When Chelsea shattered Evertonian dreams of an appearance in the League Cup Final last year, it was a painful illustration of the barrier between them, the dominant top-four teams, and us; the stark reaffirmation of the glass ceiling through which it seems Blues fans are now destined to gaze in envy and no small measure of distaste at the vast resources of the clubs dubbed the "Sky Four."
It was the same glass ceiling they couldn't break through in 2005 when, having actually finished in the Premier League's top four, they were denied the holy grail of entry to the Champions League's group phase by a superior Villarreal, and if any emphasis of the gulf between the big four in England and Everton were needed, the 11 point and nine point gaps between fourth and fifth in the last two seasons surely provided it.
No one has needed reminding that Manchester United, Liverpool, Chelsea and Arsenal operate on a different level to the rest of the top flight and the gap in resources is widening, not closing. Slowly but surely, however, David Moyes's Everton have been showing signs that they are getting closer to being able to challenge the hegemony of those clubs, if not on a level financial playing field then in terms of results. It was not by mere charity, therefore, that many commentators prior to today's FA Cup Final believed that the Blues had a real chance of beating Chelsea and land Moyes his first piece of silverware.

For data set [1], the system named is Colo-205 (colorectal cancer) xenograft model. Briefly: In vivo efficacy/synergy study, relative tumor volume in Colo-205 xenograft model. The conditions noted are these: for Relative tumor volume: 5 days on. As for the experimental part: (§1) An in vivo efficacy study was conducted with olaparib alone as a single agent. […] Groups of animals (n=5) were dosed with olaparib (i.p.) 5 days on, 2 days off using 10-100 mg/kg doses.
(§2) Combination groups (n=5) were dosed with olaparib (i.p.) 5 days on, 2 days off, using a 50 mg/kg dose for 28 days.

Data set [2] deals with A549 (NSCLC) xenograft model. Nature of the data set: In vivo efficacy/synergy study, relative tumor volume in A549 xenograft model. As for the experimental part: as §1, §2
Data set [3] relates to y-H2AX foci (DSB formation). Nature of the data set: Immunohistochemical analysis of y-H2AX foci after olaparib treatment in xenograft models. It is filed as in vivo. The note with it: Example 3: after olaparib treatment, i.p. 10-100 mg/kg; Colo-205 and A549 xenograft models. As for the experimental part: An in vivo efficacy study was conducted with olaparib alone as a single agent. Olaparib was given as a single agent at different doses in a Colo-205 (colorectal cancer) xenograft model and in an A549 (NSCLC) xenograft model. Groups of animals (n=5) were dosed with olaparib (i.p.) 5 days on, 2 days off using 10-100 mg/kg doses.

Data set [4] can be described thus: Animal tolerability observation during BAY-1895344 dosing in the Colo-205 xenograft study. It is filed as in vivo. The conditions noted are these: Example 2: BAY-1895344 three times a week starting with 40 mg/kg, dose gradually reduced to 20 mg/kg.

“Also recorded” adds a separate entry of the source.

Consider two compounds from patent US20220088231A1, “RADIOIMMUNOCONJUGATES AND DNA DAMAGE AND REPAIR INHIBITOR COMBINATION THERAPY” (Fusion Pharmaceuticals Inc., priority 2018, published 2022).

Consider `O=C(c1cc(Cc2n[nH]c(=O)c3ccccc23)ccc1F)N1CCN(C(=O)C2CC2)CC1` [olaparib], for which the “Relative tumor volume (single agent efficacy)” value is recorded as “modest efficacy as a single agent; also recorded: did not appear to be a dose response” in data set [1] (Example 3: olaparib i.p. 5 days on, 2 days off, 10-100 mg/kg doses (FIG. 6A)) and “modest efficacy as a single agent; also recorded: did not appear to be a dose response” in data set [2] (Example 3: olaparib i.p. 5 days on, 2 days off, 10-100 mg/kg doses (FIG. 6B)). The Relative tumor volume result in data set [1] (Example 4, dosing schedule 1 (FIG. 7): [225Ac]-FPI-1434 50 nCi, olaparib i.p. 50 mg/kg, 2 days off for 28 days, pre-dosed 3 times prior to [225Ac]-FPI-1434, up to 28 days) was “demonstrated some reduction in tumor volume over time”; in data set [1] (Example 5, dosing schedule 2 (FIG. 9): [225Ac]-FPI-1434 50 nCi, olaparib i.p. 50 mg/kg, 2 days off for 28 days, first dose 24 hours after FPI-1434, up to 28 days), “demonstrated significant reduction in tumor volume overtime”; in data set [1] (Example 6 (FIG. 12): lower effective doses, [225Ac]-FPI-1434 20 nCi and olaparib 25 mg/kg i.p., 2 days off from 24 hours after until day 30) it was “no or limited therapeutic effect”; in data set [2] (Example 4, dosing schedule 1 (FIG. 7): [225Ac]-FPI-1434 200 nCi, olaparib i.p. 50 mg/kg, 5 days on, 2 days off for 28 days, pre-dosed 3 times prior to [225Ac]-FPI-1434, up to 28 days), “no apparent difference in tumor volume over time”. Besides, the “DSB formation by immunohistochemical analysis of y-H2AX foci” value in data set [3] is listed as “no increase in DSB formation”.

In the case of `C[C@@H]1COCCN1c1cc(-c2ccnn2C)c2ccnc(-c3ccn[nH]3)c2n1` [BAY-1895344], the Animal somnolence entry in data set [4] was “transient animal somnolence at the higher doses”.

And how Moyes wanted it. He and his players wanted it so badly it was palpable and the sense of pent up longing, hope and expectation among Everton supporters was so strong that it erupted with volcanic force when Phil Jagielka tucked away the decisive penalty in the shoot-out against United in the semi-final last month.
How devastating it was then to see the Sky Four dominance continue, for Chelsea with all their money and recent success to lift another trophy, but most heart-breaking of all, for Everton to fail to give Guus Hiddink's side the kind of defiant and spirited display for which they've become synonymous under Moyes. In the final reckoning, the Blues seemed to melt away in the Wembley heat; rather than seize the moment afforded by Louis Saha's stunning opener, the fastest goal ever scored in an FA Cup final, they ceded the initiative to their opponents and succumbed in a manner that merely seemed to reinforce how far apart the two clubs are.